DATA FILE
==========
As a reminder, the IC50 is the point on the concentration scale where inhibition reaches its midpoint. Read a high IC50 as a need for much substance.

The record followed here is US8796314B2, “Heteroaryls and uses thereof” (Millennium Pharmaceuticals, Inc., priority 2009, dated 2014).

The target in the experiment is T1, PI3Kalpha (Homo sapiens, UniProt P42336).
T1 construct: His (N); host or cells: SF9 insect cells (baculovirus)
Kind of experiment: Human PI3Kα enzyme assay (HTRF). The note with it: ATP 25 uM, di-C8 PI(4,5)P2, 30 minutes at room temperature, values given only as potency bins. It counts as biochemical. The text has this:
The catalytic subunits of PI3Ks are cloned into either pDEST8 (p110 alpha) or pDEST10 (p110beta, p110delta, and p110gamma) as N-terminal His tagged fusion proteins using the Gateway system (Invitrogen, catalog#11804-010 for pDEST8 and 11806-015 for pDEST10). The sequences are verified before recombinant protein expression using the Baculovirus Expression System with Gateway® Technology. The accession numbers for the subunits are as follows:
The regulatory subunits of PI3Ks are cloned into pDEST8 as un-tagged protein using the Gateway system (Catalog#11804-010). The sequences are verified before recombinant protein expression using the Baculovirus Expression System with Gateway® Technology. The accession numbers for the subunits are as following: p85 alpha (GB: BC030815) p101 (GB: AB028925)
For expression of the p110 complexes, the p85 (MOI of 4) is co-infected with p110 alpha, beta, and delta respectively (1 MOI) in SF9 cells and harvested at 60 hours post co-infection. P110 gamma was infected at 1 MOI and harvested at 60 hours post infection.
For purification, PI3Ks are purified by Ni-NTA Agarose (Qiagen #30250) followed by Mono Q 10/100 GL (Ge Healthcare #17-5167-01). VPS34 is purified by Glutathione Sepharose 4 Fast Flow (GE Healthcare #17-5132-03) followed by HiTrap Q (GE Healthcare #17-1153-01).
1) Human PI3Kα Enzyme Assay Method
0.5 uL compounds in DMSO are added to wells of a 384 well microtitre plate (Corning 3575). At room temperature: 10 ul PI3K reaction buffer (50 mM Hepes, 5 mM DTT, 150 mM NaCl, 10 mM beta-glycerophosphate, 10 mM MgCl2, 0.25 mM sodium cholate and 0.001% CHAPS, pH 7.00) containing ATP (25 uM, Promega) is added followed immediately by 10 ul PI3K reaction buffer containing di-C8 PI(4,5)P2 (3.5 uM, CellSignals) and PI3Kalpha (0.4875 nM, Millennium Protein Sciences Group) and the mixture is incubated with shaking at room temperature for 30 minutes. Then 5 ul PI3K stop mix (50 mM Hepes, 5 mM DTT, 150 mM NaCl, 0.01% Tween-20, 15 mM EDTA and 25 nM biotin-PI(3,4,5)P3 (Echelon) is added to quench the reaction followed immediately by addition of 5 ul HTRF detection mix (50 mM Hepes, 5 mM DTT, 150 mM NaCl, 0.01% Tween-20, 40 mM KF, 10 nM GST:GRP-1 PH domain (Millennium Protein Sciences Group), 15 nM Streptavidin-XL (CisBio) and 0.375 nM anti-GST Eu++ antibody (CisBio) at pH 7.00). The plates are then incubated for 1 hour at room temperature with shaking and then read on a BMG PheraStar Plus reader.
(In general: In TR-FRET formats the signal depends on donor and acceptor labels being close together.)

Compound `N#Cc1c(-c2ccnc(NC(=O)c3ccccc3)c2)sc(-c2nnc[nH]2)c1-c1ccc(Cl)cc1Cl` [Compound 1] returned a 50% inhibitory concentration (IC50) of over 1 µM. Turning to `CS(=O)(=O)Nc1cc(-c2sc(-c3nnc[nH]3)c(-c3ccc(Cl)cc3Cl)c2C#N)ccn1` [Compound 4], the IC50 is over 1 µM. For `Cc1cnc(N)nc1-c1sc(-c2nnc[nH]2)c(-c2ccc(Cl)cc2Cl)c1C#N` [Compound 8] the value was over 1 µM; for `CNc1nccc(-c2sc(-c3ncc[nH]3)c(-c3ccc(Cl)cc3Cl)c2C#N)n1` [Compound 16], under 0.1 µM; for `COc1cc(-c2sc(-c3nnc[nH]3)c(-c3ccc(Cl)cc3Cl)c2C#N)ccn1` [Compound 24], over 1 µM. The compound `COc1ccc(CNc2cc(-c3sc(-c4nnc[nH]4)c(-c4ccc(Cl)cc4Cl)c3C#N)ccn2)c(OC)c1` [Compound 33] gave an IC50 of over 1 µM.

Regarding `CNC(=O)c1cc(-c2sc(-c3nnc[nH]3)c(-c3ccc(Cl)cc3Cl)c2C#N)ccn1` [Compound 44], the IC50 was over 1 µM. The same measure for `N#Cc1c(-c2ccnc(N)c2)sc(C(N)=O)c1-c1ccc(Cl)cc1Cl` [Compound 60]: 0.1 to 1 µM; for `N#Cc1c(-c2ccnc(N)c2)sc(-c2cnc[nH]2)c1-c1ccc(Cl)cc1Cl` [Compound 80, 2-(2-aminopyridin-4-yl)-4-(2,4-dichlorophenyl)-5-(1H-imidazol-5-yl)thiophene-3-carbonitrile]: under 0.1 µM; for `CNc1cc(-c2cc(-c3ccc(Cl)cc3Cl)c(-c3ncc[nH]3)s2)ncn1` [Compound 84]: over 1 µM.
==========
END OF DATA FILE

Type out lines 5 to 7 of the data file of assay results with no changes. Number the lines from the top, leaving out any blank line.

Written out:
Kind of experiment: Human PI3Kα enzyme assay (HTRF). The note with it: ATP 25 uM, di-C8 PI(4,5)P2, 30 minutes at room temperature, values given only as potency bins. It counts as biochemical. The text has this:
The catalytic subunits of PI3Ks are cloned into either pDEST8 (p110 alpha) or pDEST10 (p110beta, p110delta, and p110gamma) as N-terminal His tagged fusion proteins using the Gateway system (Invitrogen, catalog#11804-010 for pDEST8 and 11806-015 for pDEST10). The sequences are verified before recombinant protein expression using the Baculovirus Expression System with Gateway® Technology. The accession numbers for the subunits are as follows:
The regulatory subunits of PI3Ks are cloned into pDEST8 as un-tagged protein using the Gateway system (Catalog#11804-010). The sequences are verified before recombinant protein expression using the Baculovirus Expression System with Gateway® Technology. The accession numbers for the subunits are as following: p85 alpha (GB: BC030815) p101 (GB: AB028925)